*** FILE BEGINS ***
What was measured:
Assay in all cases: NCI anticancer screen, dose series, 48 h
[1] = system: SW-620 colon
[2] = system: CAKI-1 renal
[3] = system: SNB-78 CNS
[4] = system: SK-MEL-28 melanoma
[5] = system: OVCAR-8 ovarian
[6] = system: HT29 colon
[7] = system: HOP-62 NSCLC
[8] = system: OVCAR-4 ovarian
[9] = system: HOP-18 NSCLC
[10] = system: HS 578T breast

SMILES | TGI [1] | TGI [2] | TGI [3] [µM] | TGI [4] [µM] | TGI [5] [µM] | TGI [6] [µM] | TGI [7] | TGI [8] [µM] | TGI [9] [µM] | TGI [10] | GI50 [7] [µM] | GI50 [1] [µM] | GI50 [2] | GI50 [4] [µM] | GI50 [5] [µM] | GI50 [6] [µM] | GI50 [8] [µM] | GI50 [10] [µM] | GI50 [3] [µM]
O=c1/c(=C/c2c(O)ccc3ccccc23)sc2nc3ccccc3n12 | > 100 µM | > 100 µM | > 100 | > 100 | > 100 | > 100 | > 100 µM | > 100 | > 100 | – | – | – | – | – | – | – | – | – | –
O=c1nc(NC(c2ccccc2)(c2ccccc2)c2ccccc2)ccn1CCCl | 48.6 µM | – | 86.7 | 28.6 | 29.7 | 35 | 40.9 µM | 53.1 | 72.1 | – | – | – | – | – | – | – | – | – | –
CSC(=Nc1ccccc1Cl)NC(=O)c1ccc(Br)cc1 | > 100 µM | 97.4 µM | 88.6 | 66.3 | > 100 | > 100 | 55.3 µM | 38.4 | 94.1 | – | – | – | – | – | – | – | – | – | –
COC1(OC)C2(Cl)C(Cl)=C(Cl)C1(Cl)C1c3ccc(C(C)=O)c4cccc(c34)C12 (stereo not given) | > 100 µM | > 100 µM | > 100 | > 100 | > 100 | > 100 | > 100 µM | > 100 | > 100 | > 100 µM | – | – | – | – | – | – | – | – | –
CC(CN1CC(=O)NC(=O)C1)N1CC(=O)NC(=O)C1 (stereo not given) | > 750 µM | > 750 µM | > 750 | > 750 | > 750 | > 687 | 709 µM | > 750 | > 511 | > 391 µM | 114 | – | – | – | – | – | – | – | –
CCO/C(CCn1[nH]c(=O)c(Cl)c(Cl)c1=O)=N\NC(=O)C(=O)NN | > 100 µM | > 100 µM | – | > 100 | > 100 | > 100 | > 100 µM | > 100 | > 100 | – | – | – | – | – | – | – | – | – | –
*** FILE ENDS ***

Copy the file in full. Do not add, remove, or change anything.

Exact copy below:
What was measured:
Assay in all cases: NCI anticancer screen, dose series, 48 h
[1] = system: SW-620 colon
[2] = system: CAKI-1 renal
[3] = system: SNB-78 CNS
[4] = system: SK-MEL-28 melanoma
[5] = system: OVCAR-8 ovarian
[6] = system: HT29 colon
[7] = system: HOP-62 NSCLC
[8] = system: OVCAR-4 ovarian
[9] = system: HOP-18 NSCLC
[10] = system: HS 578T breast

SMILES | TGI [1] | TGI [2] | TGI [3] [µM] | TGI [4] [µM] | TGI [5] [µM] | TGI [6] [µM] | TGI [7] | TGI [8] [µM] | TGI [9] [µM] | TGI [10] | GI50 [7] [µM] | GI50 [1] [µM] | GI50 [2] | GI50 [4] [µM] | GI50 [5] [µM] | GI50 [6] [µM] | GI50 [8] [µM] | GI50 [10] [µM] | GI50 [3] [µM]
O=c1/c(=C/c2c(O)ccc3ccccc23)sc2nc3ccccc3n12 | > 100 µM | > 100 µM | > 100 | > 100 | > 100 | > 100 | > 100 µM | > 100 | > 100 | – | – | – | – | – | – | – | – | – | –
O=c1nc(NC(c2ccccc2)(c2ccccc2)c2ccccc2)ccn1CCCl | 48.6 µM | – | 86.7 | 28.6 | 29.7 | 35 | 40.9 µM | 53.1 | 72.1 | – | – | – | – | – | – | – | – | – | –
CSC(=Nc1ccccc1Cl)NC(=O)c1ccc(Br)cc1 | > 100 µM | 97.4 µM | 88.6 | 66.3 | > 100 | > 100 | 55.3 µM | 38.4 | 94.1 | – | – | – | – | – | – | – | – | – | –
COC1(OC)C2(Cl)C(Cl)=C(Cl)C1(Cl)C1c3ccc(C(C)=O)c4cccc(c34)C12 (stereo not given) | > 100 µM | > 100 µM | > 100 | > 100 | > 100 | > 100 | > 100 µM | > 100 | > 100 | > 100 µM | – | – | – | – | – | – | – | – | –
CC(CN1CC(=O)NC(=O)C1)N1CC(=O)NC(=O)C1 (stereo not given) | > 750 µM | > 750 µM | > 750 | > 750 | > 750 | > 687 | 709 µM | > 750 | > 511 | > 391 µM | 114 | – | – | – | – | – | – | – | –
CCO/C(CCn1[nH]c(=O)c(Cl)c(Cl)c1=O)=N\NC(=O)C(=O)NN | > 100 µM | > 100 µM | – | > 100 | > 100 | > 100 | > 100 µM | > 100 | > 100 | – | – | – | – | – | – | – | – | – | –